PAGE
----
I utilised my extensive research work done at the Indian Society of International Law (ISIL) Library for the Murdoch University International Maritime Arbitration Moot Court Competition by applying and obtaining a month long Internship at Cocks Macnish, Perth, Australia before being joined by my team for the Moot Court Competition.

 

In your opinion, what are the activities that you would recommend as necessary experiences for every law student?

Internships, moot courts, client counselling, publications, seminars/ conferences, etc. are equally important as scoring good grades in the semesters. In my view, one should not lose out on the opportunities that the law course provides to a student because each activity has a significant role to build and shape significant skills like researching abilities, legal reasoning, analytical skills, confidence level, personality building, public relations, etc. which are indispensable in one way or the other for a successful advocate.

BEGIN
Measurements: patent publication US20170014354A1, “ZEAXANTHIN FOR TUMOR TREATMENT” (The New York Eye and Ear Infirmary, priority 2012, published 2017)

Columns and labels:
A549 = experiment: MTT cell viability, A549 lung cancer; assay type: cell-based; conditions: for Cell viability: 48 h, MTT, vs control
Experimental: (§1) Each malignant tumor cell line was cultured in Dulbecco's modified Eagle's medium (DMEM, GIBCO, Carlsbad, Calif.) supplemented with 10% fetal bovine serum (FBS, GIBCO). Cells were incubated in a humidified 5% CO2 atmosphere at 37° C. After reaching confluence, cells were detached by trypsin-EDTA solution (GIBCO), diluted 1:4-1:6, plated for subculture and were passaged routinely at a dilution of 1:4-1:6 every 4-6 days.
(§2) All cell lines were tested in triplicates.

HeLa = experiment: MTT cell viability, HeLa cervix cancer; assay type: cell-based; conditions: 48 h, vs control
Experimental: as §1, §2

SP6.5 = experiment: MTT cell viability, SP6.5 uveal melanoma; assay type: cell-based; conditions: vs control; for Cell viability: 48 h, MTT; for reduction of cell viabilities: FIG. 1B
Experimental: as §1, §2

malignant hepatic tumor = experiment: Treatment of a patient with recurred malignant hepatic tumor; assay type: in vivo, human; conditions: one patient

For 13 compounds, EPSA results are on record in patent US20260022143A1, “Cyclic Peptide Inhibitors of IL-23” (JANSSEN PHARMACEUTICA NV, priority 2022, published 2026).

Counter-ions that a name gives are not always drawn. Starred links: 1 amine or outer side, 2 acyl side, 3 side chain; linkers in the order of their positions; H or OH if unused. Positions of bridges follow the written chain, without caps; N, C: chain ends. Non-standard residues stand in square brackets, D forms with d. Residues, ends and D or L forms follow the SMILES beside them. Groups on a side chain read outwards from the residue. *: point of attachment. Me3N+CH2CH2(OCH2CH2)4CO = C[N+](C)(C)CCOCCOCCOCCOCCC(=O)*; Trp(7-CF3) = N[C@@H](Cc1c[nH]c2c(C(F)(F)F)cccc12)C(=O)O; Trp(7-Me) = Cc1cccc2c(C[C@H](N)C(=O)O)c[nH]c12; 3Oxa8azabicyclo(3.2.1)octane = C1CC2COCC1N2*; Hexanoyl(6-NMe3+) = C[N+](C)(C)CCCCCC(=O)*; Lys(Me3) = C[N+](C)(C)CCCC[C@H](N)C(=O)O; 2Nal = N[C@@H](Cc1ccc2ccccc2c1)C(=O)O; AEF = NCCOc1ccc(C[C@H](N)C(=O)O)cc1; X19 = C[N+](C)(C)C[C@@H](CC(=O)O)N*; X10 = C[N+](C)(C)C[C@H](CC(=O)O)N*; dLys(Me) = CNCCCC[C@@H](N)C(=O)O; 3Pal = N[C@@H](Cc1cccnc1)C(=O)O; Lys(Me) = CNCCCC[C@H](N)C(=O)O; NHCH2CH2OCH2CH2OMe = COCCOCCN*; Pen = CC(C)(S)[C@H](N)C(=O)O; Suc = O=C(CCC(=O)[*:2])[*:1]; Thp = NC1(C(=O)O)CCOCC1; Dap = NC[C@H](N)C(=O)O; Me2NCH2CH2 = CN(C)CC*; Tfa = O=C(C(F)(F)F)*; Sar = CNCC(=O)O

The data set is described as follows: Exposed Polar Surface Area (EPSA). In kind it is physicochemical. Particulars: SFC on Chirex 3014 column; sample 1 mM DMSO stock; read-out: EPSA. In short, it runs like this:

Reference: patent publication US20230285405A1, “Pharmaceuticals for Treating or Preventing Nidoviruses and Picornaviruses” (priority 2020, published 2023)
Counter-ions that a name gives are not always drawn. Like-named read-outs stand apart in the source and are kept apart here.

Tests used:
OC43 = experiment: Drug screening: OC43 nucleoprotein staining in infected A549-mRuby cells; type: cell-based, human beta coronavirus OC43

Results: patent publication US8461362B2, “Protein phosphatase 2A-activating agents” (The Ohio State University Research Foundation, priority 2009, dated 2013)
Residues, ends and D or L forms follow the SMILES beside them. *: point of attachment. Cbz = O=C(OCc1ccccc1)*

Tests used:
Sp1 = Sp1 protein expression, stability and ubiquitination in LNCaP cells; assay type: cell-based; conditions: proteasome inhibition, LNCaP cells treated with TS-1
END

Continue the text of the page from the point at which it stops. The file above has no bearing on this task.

From your experience in legal writing, please share with our readers the kind of topics that one must write on if they hope to get their work published in reputed journals?

Writing is not something which came naturally to me. I tried to gradually improve this. In law school, I chose my project topics very carefully considering its relevance and wrote them after thorough analysis and research. Hence, it was easier to convert them into articles and make them worthy of publication. Writing article helps one to keep abreast with latest developments.

Even now, I continue to write articles and choose topics of contemporary relevance like the significant decision of the Supreme Court or a High Court on a particular issue, ambiguous/ conflicting legal position, absence of legislative framework or implementation mechanism in a particular field, comparative legal position across jurisdictions, change in law and implications thereof, etc.

For writing a good article to generate interest in the readers, originality, thorough analysis of the existing legal position and clarity of expression of views/ thoughts/ opinions are a must, apart from identifying the targeted readers. One should also consider his/ her own areas of interest before choosing a topic to write an article.

 

What kind of internships did you undertake during your student years?